In writing—as with any form of communication—the more succinct you can be with your word choice, the more effectively you will communicate your point. It is a matter of starting directly and letting the suddenness come through in the writing. Don’t Just “Start to” Write, Just Write.
Nothing can dissipate your reader’s interest like not getting to the point. You have your reader’s attention, and the surest way to lose it is not to tell what he/she is expecting to hear—or to delay in doing so. Such writing lacks confidence and will not keep the reader interested.
While this pertains on a macro level to the concepts you wish to communicate, it also pertains to word choice, particularly when writing a narrative.
One struggle many writers have is in describing a sequence of simultaneous actions or actions that interrupt each other. In their writing you will see the frequent use of “starting to” and “beginning to,” as in: “I was starting to bake the lasagna when the phone began to ring.” What they do not realize is that as soon as an action has started, it is already happening. Instead they should try writing their sentence without it, with something like: “I was setting the lasagna in the oven when the phone rang.” If their character is not going to run off to answer the phone right away, then they could write, “I was setting the lasagna in the oven when the phone started ringing.” However that would then not be a case of the phone interrupting the action, but of it heightening the tension.
Tell Me Suddenly, Not “Suddenly”
By avoiding the use of “starting to” and “beginning to,” you automatically enhance the immediateness—or tension—of the writing. In the best writing, tension is built and relieved through word choice and sentence structure. The tenser the writing is, the more engaging it is to read, but also the more taxing it is on the reader’s emotions and energy. Skilled writers understand, therefore, the need to both build and relieve tension to keep their readers energized.
However, many writers struggle in creating tension through word choice and sentence structure. They have simply not developed this skill. To compensate, they will insert the word “suddenly” in their writing, but what they do not realize is that this often serves only to produce the opposite effect, especially when used multiple times. Instead, the word “suddenly” should be used judiciously, only when it can have an enhancing effect on the writing.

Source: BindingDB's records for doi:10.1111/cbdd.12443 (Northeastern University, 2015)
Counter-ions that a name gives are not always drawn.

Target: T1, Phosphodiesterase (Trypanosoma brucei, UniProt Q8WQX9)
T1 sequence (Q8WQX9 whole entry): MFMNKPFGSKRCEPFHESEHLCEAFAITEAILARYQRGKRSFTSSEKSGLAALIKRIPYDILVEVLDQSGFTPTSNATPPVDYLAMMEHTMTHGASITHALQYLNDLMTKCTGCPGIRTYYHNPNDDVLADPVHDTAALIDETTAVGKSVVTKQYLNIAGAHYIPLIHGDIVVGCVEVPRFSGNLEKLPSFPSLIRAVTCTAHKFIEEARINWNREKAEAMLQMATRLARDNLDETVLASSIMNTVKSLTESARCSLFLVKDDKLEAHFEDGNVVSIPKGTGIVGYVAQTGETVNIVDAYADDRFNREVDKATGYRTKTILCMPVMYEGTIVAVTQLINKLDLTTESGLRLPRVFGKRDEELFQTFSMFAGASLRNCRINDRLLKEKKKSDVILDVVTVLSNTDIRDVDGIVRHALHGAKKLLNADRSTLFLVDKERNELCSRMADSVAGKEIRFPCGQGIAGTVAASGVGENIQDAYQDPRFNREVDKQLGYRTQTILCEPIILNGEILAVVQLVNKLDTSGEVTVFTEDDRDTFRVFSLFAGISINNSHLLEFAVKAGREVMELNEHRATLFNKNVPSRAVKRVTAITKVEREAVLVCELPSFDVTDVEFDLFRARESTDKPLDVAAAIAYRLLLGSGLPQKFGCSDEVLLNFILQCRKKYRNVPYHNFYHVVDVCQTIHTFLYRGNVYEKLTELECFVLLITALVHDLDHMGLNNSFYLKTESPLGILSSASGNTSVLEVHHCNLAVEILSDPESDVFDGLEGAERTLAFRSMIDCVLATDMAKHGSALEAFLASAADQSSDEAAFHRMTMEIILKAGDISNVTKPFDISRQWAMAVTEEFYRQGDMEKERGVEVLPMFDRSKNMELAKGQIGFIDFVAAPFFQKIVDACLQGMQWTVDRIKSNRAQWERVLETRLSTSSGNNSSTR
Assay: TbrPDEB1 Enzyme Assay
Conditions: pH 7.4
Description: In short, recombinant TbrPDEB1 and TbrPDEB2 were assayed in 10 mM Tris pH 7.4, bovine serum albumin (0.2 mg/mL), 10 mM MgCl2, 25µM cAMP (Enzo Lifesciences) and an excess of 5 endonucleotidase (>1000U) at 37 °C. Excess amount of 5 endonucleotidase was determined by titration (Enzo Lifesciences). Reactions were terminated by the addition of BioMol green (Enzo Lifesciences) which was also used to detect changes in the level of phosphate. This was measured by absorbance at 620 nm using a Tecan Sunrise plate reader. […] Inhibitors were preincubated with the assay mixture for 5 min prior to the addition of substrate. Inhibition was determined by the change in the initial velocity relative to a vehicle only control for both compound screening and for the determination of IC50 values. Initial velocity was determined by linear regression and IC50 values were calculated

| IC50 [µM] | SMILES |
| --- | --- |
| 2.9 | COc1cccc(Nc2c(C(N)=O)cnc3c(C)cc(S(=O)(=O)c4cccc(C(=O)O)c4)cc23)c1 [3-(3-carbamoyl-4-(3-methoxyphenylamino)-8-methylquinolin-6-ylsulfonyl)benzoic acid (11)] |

Take again the lasagna example I used earlier. See first these two options. Which do you like better?
Original: “I was setting the lasagna in the oven when the phone rang.”
Modified: “I was setting the lasagna in the oven when the phone suddenly rang.”
Here, adding “suddenly” enhances the writing. Depending on the purpose of the sentence, the modified version could be better.
Now let us try another version.
Original: “I was setting the lasagna in the oven when the phone started ringing.”
Modified: “I was setting the lasagna in the oven when the phone started ringing suddenly.”
Here, adding “suddenly” drags the phrase out past its effectiveness and diverts the attention from “ringing.”
I Am “Suddenly” Worried! Where Do I “Start”?
The first place to “start” is to relax. The issues I have raised here are fairly common, and as you can see in the examples I have provided, often a slight adjustment is all it takes to have a significant impact on the writing. They are also issues that experienced editors like the ones we have at DLA Editors & Proofers can help you address. With the professional editing services we provide, we can identify simple improvements you can make—and learn from—to help all your future writing not only capture but also keep your reader’s attention.